September 2, 2005

Governor commutes death sentence
of mentally ill man to life without parole

By Mary Ann Wyand

Gov. Mitch Daniels spared the life of Indiana Death Row inmate Arthur Baird II on Aug. 29 just two days before the 59- year-old former Darlington, Ind., resident was scheduled to be executed by chemical injection at the Indiana State Prison in Michigan City, Ind.

Baird was sentenced to death by a Montgomery County jury in 1987 for the September 1985 murders of his parents, Arthur and Kathryn Baird, and his pregnant wife, Nadine, at their homes in Darlington. He also was charged with the feticide of his unborn child.

Baird’s lawyers had asked the Indiana Parole Board to commute his capital sentence to life in prison without parole because his mental illness led him to stab his parents and strangle his wife.

During the hearing at the prison, Baird told the parole board that he is seeking clemency so he can do the good work that God wants him to do while incarcerated at the penitentiary.

Last week, after a second hearing at the Indiana Government Center in Indianapolis, the Indiana Parole Board voted three-to-one to recommend that the state proceed with the execution.

In his executive order, Daniels said he had considered “the unique circumstances of this case” and granted clemency based on all the facts.

“The case of Arthur Baird would justify the death penalty based upon the nature of his crimes, the unchallenged certainty that he committed them, and the care and completeness of the legal process in imposing that sentence and in consistently upholding it over the years since those crimes occurred. Nonetheless, given certain unusual, probably unique circumstances in this case, a different outcome seems more just.”

Daniels noted that “life without parole was not an option in Indiana when Mr. Baird was sentenced” and that “such a sentence has since become an option and would be available to the jury today.”

The governor also considered the fact that “the unanimous sentiment expressed by family members at the time of the trial and years later demonstrates that they believed life without parole was the most appropriate penalty for Mr. Baird. All members of the jury whose views are known also indicate that, had life without parole been an alternative available to them, they would have imposed it instead of the death penalty.”

The state offered Baird the equivalent of life without parole in a plea agreement before the trial, Daniels noted, but Baird rejected it apparently due to his delusional state.

Daniels also noted that Indiana Supreme Court Justice Ted Boehm recently wrote that Baird is “insane.”

Msgr. Joseph F. Schaedel, vicar general, responded to the governor’s executive order on Aug. 29 by thanking him on behalf of Archbishop Daniel M. Buechlein, who is participating in a retreat this week.

“I was pleased to learn today that Gov. Mitch Daniels granted clemency and commuted Arthur Baird’s sentence to life imprisonment without the possibility of parole,” Msgr. Schaedel said. “Gov. Daniels’ decision is a courageous one that respects the sacredness of human life, and we applaud him for his careful consideration on this issue.”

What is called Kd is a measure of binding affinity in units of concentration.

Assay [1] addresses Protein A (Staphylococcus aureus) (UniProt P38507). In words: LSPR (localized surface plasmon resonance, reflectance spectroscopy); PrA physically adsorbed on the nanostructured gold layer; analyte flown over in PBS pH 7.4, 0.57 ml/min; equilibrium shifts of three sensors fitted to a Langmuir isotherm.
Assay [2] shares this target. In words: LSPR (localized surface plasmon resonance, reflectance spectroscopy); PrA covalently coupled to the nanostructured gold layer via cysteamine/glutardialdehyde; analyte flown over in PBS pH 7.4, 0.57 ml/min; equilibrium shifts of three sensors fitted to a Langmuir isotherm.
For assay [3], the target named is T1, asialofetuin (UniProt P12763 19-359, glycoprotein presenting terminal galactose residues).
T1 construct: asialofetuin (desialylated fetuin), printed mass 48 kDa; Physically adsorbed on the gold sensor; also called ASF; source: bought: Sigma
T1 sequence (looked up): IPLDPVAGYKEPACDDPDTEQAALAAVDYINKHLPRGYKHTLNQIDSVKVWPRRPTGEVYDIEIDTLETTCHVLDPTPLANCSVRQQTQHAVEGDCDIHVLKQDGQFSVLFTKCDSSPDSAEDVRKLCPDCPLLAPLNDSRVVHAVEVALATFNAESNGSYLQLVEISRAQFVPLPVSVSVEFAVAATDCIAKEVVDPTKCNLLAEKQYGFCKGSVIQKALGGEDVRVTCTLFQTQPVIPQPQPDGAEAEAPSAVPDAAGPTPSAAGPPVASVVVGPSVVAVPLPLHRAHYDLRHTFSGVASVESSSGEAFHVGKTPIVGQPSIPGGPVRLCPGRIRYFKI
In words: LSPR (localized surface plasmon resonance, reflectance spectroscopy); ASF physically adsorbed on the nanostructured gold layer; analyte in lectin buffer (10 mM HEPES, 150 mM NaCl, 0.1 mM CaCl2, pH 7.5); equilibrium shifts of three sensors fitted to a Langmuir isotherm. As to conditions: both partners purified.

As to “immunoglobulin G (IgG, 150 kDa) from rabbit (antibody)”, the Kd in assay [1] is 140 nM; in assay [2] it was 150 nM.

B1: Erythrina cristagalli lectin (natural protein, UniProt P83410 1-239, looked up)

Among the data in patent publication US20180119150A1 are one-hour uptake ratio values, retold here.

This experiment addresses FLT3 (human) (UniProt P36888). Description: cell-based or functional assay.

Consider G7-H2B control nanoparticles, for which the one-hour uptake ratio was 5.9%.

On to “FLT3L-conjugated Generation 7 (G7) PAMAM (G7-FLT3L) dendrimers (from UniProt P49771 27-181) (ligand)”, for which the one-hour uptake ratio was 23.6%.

Catholics oppose the death penalty because the circumstances of our day do not warrant it, the vicar general said. “We believe society can be protected without taking the life of an individual, thereby giving individuals every chance to repent and seek reconciliation with God. God is merciful and seeks out those who are lost.

“We believe the state should not exercise its right to impose the death penalty if the evil effects outweigh the good,” he said. “In recent times, the death penalty has done more harm than good. There is no demonstrable proof that capital punishment deters violence.”

Msgr. Schaedel also offered his continued prayers for victims of violence, including family members of the late Arthur, Kathryn and Nadine Baird.

“We recognize the importance of justly punishing people who commit crimes, but we believe the appropriate punishment for Mr. Baird is life imprisonment without the possibility of parole,” the vicar general said. “We deeply appreciate the fact that in this case, Gov. Daniels agrees.”

Glenn Tebbe, executive director of the Indiana Catholic Conference, the public policymaking group for all five Indiana Catholic dioceses, said he is “pleased that Gov. Daniels has granted clemency and commuted Arthur Baird’s death sentence to life imprisonment.”

Tebbe noted that the Catholic Church “teaches that capital punishment undermines the sacredness of human life, …. fails to combat crime effectively and doesn’t contribute to building a society that is free from crime. Furthermore, it neither helps the victims who survive nor does it mitigate the loss of the victims who do not.”

Tebbe praised Daniels’ decision to grant clemency for Baird as “prudent and virtuous,” and said “justice and the common good have been well served by the governor’s action.”

Servants of the Gospel of Life Sister Diane Carollo, director of the archdiocesan Office of Pro-Life Activities, said the governor “commuted the death sentence of a criminally insane man” and “mercy was the appropriate response in this situation.”

Sister Diane said society “readily accepts the destruction of innocent human life as routine and calls it the right to choose. Therefore, it is not at all surprising that the death penalty has grown in popularity in recent years. The same mentality that fuels abortion, euthanasia, assisted suicide, stem-cell research and reproductive cloning can be detected in many who promote the death penalty.” †


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